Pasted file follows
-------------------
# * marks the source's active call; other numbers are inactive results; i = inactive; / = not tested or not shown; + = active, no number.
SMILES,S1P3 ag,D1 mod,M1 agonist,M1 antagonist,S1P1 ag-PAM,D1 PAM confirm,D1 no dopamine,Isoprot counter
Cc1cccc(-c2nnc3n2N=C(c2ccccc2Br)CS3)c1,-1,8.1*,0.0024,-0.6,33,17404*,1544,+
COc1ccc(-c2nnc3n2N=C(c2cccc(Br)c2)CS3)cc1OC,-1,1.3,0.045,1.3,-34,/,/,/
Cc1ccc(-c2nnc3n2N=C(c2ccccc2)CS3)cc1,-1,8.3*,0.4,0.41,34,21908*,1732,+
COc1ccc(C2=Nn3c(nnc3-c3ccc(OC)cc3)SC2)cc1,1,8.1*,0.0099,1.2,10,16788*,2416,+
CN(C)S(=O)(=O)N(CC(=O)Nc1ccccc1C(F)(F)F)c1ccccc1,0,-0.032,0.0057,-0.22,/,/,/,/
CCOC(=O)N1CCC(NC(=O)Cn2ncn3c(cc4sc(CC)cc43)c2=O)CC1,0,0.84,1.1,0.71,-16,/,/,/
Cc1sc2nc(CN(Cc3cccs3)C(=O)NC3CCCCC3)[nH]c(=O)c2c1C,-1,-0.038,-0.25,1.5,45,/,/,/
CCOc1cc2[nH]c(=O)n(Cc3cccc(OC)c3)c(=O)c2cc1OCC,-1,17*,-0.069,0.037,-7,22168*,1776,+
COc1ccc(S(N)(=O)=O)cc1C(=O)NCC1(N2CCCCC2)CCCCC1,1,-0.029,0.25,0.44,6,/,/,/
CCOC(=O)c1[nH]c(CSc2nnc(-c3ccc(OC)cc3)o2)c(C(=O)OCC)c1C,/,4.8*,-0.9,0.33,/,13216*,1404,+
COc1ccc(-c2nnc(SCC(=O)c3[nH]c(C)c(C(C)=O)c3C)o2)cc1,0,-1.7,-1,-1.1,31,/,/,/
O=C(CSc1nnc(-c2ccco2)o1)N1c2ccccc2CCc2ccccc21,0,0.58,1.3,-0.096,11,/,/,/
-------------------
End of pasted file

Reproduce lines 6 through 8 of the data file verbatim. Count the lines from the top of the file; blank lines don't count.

COc1ccc(C2=Nn3c(nnc3-c3ccc(OC)cc3)SC2)cc1,1,8.1*,0.0099,1.2,10,16788*,2416,+
CN(C)S(=O)(=O)N(CC(=O)Nc1ccccc1C(F)(F)F)c1ccccc1,0,-0.032,0.0057,-0.22,/,/,/,/
CCOC(=O)N1CCC(NC(=O)Cn2ncn3c(cc4sc(CC)cc43)c2=O)CC1,0,0.84,1.1,0.71,-16,/,/,/